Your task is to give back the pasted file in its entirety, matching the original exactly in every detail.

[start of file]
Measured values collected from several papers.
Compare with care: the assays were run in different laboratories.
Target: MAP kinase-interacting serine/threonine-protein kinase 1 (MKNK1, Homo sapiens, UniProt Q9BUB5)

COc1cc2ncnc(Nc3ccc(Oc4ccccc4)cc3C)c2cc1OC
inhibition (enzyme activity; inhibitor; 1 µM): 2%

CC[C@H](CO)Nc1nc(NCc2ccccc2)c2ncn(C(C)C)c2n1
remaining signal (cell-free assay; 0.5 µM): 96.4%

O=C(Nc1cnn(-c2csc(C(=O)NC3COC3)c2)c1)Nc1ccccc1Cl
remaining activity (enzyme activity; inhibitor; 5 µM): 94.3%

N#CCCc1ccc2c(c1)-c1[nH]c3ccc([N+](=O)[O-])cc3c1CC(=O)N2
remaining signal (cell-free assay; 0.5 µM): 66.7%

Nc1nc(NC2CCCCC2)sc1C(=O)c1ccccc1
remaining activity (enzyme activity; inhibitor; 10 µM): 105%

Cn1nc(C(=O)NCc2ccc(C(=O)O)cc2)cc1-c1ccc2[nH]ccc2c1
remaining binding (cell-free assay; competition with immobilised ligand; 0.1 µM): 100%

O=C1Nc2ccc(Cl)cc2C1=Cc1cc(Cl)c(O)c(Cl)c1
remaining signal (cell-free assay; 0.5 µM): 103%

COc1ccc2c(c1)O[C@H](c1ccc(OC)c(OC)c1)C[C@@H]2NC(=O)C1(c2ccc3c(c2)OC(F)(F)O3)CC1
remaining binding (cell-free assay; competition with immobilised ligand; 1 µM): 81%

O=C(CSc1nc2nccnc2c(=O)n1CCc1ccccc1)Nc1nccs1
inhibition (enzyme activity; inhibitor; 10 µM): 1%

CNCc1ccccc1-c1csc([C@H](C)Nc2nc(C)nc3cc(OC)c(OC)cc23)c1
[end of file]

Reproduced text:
Measured values collected from several papers.
Compare with care: the assays were run in different laboratories.
Target: MAP kinase-interacting serine/threonine-protein kinase 1 (MKNK1, Homo sapiens, UniProt Q9BUB5)

COc1cc2ncnc(Nc3ccc(Oc4ccccc4)cc3C)c2cc1OC
inhibition (enzyme activity; inhibitor; 1 µM): 2%

CC[C@H](CO)Nc1nc(NCc2ccccc2)c2ncn(C(C)C)c2n1
remaining signal (cell-free assay; 0.5 µM): 96.4%

O=C(Nc1cnn(-c2csc(C(=O)NC3COC3)c2)c1)Nc1ccccc1Cl
remaining activity (enzyme activity; inhibitor; 5 µM): 94.3%

N#CCCc1ccc2c(c1)-c1[nH]c3ccc([N+](=O)[O-])cc3c1CC(=O)N2
remaining signal (cell-free assay; 0.5 µM): 66.7%

Nc1nc(NC2CCCCC2)sc1C(=O)c1ccccc1
remaining activity (enzyme activity; inhibitor; 10 µM): 105%

Cn1nc(C(=O)NCc2ccc(C(=O)O)cc2)cc1-c1ccc2[nH]ccc2c1
remaining binding (cell-free assay; competition with immobilised ligand; 0.1 µM): 100%

O=C1Nc2ccc(Cl)cc2C1=Cc1cc(Cl)c(O)c(Cl)c1
remaining signal (cell-free assay; 0.5 µM): 103%

COc1ccc2c(c1)O[C@H](c1ccc(OC)c(OC)c1)C[C@@H]2NC(=O)C1(c2ccc3c(c2)OC(F)(F)O3)CC1
remaining binding (cell-free assay; competition with immobilised ligand; 1 µM): 81%

O=C(CSc1nc2nccnc2c(=O)n1CCc1ccccc1)Nc1nccs1
inhibition (enzyme activity; inhibitor; 10 µM): 1%

CNCc1ccccc1-c1csc([C@H](C)Nc2nc(C)nc3cc(OC)c(OC)cc23)c1